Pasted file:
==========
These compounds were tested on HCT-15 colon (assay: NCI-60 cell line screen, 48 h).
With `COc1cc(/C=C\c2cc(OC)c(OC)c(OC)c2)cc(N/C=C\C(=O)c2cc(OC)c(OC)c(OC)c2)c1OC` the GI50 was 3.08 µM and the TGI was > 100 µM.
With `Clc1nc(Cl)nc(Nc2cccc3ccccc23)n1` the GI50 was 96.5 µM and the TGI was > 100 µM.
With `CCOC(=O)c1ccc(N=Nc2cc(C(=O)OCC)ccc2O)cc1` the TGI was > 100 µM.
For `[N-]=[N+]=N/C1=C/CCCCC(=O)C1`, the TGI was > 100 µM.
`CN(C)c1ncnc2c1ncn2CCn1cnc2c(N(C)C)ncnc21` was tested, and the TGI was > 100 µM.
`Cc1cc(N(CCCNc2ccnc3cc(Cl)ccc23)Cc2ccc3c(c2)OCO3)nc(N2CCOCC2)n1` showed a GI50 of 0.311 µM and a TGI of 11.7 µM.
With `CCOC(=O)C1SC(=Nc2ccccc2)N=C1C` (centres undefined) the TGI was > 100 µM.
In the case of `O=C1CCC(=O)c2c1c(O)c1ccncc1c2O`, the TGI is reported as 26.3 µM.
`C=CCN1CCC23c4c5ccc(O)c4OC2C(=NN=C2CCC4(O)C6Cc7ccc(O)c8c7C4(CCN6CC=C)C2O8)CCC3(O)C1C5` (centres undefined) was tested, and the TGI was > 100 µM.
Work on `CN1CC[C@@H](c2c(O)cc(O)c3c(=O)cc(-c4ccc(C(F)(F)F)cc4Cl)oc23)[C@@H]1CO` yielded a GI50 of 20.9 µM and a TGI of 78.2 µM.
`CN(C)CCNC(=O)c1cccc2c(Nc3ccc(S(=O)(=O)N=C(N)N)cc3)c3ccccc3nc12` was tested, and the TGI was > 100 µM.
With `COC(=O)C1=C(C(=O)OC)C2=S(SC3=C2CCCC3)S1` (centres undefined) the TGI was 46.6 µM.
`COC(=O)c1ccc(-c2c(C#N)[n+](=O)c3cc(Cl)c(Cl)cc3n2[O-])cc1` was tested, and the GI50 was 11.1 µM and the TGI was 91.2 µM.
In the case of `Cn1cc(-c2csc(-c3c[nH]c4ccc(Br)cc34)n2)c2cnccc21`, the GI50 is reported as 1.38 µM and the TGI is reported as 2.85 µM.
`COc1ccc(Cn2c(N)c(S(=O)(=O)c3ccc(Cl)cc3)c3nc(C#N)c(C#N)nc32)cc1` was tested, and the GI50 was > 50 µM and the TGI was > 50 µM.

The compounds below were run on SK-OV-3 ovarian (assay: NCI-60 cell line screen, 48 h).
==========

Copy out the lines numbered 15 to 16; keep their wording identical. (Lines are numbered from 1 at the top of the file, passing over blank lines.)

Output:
In the case of `Cn1cc(-c2csc(-c3c[nH]c4ccc(Br)cc34)n2)c2cnccc21`, the GI50 is reported as 1.38 µM and the TGI is reported as 2.85 µM.
`COc1ccc(Cn2c(N)c(S(=O)(=O)c3ccc(Cl)cc3)c3nc(C#N)c(C#N)nc32)cc1` was tested, and the GI50 was > 50 µM and the TGI was > 50 µM.